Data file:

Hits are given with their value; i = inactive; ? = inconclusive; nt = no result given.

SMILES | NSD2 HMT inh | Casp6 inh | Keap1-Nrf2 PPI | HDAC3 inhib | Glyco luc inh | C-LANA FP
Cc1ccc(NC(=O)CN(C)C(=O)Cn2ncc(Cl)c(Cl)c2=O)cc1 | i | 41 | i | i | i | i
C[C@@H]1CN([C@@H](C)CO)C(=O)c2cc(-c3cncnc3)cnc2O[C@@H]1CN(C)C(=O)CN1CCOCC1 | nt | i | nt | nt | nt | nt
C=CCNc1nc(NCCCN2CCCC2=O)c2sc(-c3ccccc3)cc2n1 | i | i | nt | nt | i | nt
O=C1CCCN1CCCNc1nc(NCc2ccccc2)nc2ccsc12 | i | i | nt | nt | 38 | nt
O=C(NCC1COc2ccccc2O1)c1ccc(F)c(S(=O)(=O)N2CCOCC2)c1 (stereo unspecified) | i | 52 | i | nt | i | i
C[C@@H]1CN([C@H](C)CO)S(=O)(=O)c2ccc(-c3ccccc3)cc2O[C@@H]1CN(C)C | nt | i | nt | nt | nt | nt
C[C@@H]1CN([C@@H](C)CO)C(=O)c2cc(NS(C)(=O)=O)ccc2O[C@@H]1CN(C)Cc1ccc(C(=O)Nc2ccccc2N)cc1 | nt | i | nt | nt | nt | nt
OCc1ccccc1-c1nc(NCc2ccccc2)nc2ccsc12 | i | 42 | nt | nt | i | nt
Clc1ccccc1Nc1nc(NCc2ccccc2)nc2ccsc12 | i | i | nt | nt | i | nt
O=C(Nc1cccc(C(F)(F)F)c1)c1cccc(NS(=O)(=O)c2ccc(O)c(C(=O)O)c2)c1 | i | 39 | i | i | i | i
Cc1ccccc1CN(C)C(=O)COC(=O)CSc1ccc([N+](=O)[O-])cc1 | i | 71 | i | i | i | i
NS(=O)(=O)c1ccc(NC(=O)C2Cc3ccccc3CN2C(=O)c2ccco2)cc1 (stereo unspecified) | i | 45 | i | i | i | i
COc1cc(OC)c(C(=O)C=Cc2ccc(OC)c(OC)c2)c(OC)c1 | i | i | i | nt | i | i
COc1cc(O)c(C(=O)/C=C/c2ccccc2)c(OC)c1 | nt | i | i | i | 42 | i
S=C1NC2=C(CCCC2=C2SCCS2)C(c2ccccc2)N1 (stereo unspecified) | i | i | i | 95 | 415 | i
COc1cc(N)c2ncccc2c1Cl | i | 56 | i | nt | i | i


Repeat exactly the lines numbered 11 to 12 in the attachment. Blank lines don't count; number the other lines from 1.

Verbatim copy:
Clc1ccccc1Nc1nc(NCc2ccccc2)nc2ccsc12 | i | i | nt | nt | i | nt
O=C(Nc1cccc(C(F)(F)F)c1)c1cccc(NS(=O)(=O)c2ccc(O)c(C(=O)O)c2)c1 | i | 39 | i | i | i | i